Denny Hamlin happened to be in the wrong place at the wrong time – racing for a win on a night in which Hendrick Motorsports finally put its power to the ground and returned to victory lane.
Hamlin followed winner Jimmie Johnson to the finish line Saturday night in the Southern 500 at Darlington Raceway, missing a shot to score his third win of the season as Johnson rang up his first.
Hamlin was third on the final restart with two laps to go, quickly passed Tony Stewart for second and stayed there the rest of the way.
Hamlin was positioned immediately behind Johnson on the final restart but said his plans for the final two laps didn’t pan out.
“I was trying to time the restart to when he (Johnson) was taking off, I was on his bumper pushing,” Hamlin said. “But I have a problem spinning my tires. I’ve got to figure out how to get better restarts, whether it’s priming my tires more on the backstretch or whatever it takes.
“It was hairy. There was a point where I got sideways and somebody got in the back of me and I nearly wrecked. These cars are not built to go in a straight line, so it’s hard to bump.”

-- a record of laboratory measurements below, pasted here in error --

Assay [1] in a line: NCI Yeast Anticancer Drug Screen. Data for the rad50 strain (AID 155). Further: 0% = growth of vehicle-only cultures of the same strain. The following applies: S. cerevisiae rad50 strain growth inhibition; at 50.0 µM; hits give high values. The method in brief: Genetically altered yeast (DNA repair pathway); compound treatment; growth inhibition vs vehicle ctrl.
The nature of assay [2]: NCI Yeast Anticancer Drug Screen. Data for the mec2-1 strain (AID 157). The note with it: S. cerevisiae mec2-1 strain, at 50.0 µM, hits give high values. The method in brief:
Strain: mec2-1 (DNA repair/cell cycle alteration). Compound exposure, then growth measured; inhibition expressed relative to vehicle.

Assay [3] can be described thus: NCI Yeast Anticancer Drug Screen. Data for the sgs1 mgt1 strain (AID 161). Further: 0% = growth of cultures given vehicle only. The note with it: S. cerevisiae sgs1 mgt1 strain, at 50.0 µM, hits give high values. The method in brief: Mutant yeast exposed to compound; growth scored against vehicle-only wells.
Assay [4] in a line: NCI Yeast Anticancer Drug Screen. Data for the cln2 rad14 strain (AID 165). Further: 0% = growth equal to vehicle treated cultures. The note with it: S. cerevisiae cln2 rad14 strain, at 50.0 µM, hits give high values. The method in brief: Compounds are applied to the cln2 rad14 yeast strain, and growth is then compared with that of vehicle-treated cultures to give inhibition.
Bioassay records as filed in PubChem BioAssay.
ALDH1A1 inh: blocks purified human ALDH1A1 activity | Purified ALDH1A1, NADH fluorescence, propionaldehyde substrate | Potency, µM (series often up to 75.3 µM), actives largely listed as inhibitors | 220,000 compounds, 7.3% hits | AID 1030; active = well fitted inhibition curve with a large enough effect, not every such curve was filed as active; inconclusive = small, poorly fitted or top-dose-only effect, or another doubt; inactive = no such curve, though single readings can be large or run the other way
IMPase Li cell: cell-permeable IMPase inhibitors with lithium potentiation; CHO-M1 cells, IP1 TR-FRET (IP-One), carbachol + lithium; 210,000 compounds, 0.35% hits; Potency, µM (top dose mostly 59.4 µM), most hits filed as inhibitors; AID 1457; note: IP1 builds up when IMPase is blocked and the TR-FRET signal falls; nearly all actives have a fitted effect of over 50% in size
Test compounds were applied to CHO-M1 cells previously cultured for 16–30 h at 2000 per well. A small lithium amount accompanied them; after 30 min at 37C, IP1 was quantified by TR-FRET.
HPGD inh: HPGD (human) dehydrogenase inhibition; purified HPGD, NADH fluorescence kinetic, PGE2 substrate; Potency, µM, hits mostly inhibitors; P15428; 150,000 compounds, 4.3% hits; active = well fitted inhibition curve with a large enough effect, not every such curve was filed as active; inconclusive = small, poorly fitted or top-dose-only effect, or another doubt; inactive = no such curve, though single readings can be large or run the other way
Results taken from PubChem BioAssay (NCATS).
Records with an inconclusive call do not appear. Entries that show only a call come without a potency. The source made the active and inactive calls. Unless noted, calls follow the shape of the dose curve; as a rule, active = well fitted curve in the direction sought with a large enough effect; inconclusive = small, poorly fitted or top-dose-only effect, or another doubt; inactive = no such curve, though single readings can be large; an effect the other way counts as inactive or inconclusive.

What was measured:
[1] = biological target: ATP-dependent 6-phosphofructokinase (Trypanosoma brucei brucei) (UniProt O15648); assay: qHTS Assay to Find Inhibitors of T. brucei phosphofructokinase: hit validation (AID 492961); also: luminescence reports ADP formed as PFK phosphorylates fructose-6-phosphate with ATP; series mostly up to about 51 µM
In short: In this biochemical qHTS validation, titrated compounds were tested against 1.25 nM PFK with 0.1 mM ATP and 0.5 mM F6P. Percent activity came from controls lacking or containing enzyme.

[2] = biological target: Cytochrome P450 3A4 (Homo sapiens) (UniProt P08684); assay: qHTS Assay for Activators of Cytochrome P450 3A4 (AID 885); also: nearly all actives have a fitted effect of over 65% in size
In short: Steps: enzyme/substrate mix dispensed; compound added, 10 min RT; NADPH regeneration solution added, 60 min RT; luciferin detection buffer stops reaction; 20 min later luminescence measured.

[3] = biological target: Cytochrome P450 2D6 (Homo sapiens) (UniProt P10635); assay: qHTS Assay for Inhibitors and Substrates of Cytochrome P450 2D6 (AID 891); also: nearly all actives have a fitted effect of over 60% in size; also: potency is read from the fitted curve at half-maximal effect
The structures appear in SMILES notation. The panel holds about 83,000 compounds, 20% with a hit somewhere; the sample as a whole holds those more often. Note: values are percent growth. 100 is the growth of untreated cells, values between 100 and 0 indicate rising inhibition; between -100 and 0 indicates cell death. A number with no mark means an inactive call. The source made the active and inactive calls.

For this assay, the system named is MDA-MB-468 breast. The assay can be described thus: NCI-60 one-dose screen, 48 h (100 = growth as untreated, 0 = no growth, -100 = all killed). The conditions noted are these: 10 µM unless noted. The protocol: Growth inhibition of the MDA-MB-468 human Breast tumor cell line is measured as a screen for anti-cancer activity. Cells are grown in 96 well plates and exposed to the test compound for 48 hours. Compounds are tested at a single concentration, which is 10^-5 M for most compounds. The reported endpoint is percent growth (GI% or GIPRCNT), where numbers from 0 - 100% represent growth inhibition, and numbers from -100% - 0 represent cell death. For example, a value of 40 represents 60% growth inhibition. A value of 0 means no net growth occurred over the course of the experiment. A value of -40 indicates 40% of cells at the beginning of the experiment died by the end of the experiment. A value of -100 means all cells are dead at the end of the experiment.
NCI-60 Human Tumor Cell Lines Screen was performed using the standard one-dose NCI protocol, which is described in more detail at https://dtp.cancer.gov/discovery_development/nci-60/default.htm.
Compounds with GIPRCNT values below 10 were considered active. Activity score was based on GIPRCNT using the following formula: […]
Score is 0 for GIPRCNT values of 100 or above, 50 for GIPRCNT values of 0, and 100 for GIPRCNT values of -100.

Hamlin was not overjoyed with his evening but was satisfied with a strong finish and a good points night.
“It was relatively uneventful,” he said. “I got a Darlington stripe, and I try not to do that here. I didn’t have quite the car we needed to win today, but second isn’t bad.
“It was a great effort. Our finish is because of the crew chief (Darian Grubb) making good calls and the pit crew making good pit stops. It kept us in the ball game and kept us with track position up front.”
Hamlin said he planned on taking only two tires on his last pit stop to get better track position, “but I slid through the box, and we had to take four. Had to battle back. Track position was so important.”
Hamlin said the Darlington track surface was “10 percent better” than last year, “but it’s going to take another five years for track position not to matter as much as tire wear, unless Goodyear builds a tire that wears out a little more. The surface still isn’t wearing the tires as much as it should.”
Mike Hembree is NASCAR Editor for SPEED.com and has been covering motorsports for 30 years. He is a six-time winner of the National Motorsports Press Association Writer of the Year Award.